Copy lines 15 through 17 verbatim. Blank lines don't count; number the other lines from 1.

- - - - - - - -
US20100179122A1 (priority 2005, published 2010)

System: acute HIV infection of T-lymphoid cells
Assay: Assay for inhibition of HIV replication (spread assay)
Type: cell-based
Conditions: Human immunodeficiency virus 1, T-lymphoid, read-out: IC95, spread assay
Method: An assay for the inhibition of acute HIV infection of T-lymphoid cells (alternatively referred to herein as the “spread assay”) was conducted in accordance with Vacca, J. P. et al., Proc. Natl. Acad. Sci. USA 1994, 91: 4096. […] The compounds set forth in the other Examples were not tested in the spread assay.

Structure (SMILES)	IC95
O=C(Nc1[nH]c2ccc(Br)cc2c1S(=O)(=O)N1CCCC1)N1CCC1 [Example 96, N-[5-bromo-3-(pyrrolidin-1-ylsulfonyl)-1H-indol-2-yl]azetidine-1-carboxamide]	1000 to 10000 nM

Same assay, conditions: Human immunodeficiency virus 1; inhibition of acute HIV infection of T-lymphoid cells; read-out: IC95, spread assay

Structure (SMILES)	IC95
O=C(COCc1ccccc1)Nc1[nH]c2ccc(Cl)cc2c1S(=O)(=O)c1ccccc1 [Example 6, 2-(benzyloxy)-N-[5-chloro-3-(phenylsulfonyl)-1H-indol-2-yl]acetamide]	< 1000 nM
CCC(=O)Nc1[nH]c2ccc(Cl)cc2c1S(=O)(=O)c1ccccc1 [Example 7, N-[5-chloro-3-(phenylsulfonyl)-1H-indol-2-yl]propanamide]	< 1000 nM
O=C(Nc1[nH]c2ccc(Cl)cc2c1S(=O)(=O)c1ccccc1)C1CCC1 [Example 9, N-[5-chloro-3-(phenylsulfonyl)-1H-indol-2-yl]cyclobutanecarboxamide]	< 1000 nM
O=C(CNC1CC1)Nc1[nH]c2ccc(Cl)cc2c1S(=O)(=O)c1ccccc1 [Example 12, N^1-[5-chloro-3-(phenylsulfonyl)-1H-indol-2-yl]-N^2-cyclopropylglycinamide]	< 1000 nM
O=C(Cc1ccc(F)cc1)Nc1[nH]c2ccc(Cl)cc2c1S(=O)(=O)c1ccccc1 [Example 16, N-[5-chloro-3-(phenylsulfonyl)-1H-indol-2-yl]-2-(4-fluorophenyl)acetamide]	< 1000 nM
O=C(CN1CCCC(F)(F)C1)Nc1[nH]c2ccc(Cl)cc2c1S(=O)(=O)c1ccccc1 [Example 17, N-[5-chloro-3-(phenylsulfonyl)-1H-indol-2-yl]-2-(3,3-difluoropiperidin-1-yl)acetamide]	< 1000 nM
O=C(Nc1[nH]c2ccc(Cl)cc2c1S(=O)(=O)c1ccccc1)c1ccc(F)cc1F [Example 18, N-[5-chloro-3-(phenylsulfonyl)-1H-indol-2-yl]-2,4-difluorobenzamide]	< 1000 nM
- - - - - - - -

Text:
O=C(Cc1ccc(F)cc1)Nc1[nH]c2ccc(Cl)cc2c1S(=O)(=O)c1ccccc1 [Example 16, N-[5-chloro-3-(phenylsulfonyl)-1H-indol-2-yl]-2-(4-fluorophenyl)acetamide]	< 1000 nM
O=C(CN1CCCC(F)(F)C1)Nc1[nH]c2ccc(Cl)cc2c1S(=O)(=O)c1ccccc1 [Example 17, N-[5-chloro-3-(phenylsulfonyl)-1H-indol-2-yl]-2-(3,3-difluoropiperidin-1-yl)acetamide]	< 1000 nM
O=C(Nc1[nH]c2ccc(Cl)cc2c1S(=O)(=O)c1ccccc1)c1ccc(F)cc1F [Example 18, N-[5-chloro-3-(phenylsulfonyl)-1H-indol-2-yl]-2,4-difluorobenzamide]	< 1000 nM